are pretty accurate – at least after they fixed the obvious flaws when footprints crossed the edges of the maps after the first weeks. Don’t get confused when you frequently get every result twice (with different UUIDs but otherwise identical).

In the above file name i marked the components that are actually really useful in color. That is the date of acquisition, the relative orbit number and the along-track coordinate. The way the data is packaged is quite similar to Landsat (which is somewhat ironic since Sentinel-2 data is packaged much less like Landsat). The relative orbit number is like the Landsat path – just in order of acquisition rather than spatial order, the along-track coordinate is a bit like the Landsat row. Cuts along the track seem at roughly the same position usually and are made so that individual images have roughly square dimensions – but not precisely so numbers vary slightly from orbit to orbit. A number of other things are good to know when you look for data:

  • OLCI data is only recorded for the day side and only for areas with sun elevation above 10 degrees (or zenith angles of less than 80 degrees). This is quite restrictive, especially if you consider the early morning time frame recorded. Right now (end November) that limit is at about 60 degrees northern latitude. MODIS records to much lower sun positions (at least 86 degrees zenith angle AFAIK).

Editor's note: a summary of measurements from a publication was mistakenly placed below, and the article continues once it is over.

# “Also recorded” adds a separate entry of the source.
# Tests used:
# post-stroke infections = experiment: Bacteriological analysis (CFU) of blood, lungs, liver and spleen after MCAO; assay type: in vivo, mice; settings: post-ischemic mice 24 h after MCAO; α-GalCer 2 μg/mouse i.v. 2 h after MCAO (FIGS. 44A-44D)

• SLSTR is recorded continuously so you have descending and ascending orbit images. Only the thermal IR data is really useful for the night side of course.
  • The packages have no overlap in content.
  • Due to the view being tilted to the west in the descending orbit, i.e. to the right, images of both OLCI and SLSTR cover the north pole but not the south pole. The southern limit of OLCI coverage is at about 84.4 degrees south, SLSTR coverage ends at 85.8 degrees.

In the example shown the next package along the orbit is

- identical except for the times and the along-track coordinate.

Package content

When you unpack the zip you get a directory with the same base name and a ‘.SEN3′ at the end. When we look inside we might be positively surprised since we find only 30 files. For SLSTR that increases to 111 but still this is quite manageable compared to Sentinel-2. Of course – like with Sentinel-2, since the data is in compressed file formats packaging everything in a zip package is still very inefficient.

Image data is in NetCDF format. GDAL can read NetCDF and it can also read Sentinel-3 NetCDF but at least for the moment this is limited to basic reading of the data, any higher level functionality you need to take care of by hand. I assume GDAL developers will possibly in the future add specific support for the specific data structures of Sentinel-3 data but that might take some time.